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Sennheiser Bodypack


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I have bought 4 of Sennheisers 300-serie bodypacks and regular rechargable Ni-MH batteries.

I then noticed the following in the manual :


The accupack (Sennheiser's) is fitted with an integrated sensor which is – via a third contact – monitored by the electronics of the transmitter and the charger.

The sensor is necessary for the following control purposes:


The taking into account of the different voltage characteristics of

primary cells (batteries) and accupacks. The battery status indications

on the displays, the transmission of transmitter battery status

information to the rack-mount receivers and the switch-off thresholds

at the end of the operating time are corrected correspondingly.



- The problem is of course that normal batteries are 1,5V and rechargeable batteries are 1,2V. This results in the batteryindicator dropping from 3 to 2 marks after ten minutes. Sennheisers expensive accupack obviously tells the transmitter to adjust the thresholds...


- I am currently testing how long the batteries will last before they shut down. Maybe it's no problem at all. Anyone had any experience with this ?


- I was thinking I could fool the transmitter in some way. Anyone with an original accupack that could provide some information ?? Maybe a picture of the connection side(s).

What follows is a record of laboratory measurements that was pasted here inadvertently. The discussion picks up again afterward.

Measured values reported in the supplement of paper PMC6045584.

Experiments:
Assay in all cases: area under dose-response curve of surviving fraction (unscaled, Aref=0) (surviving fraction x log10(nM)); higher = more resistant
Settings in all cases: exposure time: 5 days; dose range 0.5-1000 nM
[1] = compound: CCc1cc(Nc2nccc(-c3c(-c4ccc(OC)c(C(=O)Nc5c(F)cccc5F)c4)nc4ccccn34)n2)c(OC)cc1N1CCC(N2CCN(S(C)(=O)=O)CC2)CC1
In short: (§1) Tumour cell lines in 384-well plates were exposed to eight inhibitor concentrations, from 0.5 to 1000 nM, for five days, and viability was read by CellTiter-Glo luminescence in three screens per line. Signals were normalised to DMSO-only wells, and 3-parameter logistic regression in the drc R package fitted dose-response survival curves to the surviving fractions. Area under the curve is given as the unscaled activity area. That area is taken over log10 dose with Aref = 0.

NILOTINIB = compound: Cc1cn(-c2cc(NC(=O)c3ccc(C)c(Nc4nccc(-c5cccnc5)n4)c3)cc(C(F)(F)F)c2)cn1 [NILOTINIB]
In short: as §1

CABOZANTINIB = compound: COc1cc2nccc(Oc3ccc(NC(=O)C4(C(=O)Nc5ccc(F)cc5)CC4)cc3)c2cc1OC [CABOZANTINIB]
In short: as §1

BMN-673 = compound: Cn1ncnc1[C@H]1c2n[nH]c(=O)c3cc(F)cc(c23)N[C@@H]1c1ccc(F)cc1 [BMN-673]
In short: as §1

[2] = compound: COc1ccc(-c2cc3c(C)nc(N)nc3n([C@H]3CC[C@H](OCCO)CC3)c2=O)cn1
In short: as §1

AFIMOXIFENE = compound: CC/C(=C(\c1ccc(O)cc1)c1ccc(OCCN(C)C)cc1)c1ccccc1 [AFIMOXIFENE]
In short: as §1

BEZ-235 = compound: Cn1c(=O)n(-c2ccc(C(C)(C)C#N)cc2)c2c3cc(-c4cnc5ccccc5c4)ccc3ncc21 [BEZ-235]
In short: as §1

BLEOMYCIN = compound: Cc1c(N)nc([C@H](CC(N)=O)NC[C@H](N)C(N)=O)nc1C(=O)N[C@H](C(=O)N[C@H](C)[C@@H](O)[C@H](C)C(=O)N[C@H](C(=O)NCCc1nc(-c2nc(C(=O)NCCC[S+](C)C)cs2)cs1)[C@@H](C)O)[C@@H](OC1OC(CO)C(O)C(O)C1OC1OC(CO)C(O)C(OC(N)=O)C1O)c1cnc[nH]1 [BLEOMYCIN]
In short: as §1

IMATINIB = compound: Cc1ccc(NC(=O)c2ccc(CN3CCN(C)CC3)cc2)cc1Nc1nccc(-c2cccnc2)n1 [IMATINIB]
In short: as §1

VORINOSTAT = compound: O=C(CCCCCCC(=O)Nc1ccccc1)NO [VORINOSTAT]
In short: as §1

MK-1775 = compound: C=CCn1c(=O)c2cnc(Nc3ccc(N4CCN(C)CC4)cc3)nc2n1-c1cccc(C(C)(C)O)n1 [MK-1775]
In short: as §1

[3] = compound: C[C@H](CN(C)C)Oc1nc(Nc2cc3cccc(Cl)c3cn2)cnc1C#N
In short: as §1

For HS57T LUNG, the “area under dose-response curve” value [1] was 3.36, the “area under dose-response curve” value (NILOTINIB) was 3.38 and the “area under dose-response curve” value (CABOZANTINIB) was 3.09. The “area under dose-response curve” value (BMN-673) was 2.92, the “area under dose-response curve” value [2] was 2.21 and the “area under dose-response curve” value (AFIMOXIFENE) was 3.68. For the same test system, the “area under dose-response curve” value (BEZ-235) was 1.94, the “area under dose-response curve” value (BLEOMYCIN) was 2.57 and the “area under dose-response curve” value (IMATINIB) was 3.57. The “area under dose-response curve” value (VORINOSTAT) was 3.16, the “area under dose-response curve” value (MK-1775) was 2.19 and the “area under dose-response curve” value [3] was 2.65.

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The problem with rechargable batteries is as you have said they are .3 point 3 volts weaker wich can be a problem and they tend to die out in one go unlike regular batteries wich gradually get weaker therefor letting you know that they are about to die.

My advice would be to use rechargables in rehersals or for shory work times only and use regualr batteries for all important things.

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Take a look at the Theatre-Sound archive for this month, it has some info on rechargable batteries in wireless gear. The topic title is "Rechargables" and this is the first post.


As far as I am aware, using high-capacity batteries is not a problem. I would happily run rechargables in my wireless if I could get these high-capacity ones.

It's a lot friendlier on the environment too, and all that.




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For what its worth, I use the EW300's (not the new G2's, so using PP3's, not AA's) and check the strength at the beginning of a performance, if they are not reading full (the original EW300's, show only full, 1/2, and 1 bar) I always put new alkaline batteries in.


I keep the 'half strength' ones for practice etc. I have been stung with rechargeable batteries in the past (not with the EW series though) and for the minimal cost of a battery I'm just not prepared to be stung again.


Its also interesting to note the EW300 IEM (again original, not G2) eats the batteries far quicker than the transmitters do. Which intuitively seems wrong, although I guess it is powering the earphones, but still you would have though a transmitter would use far more power than a receiver.



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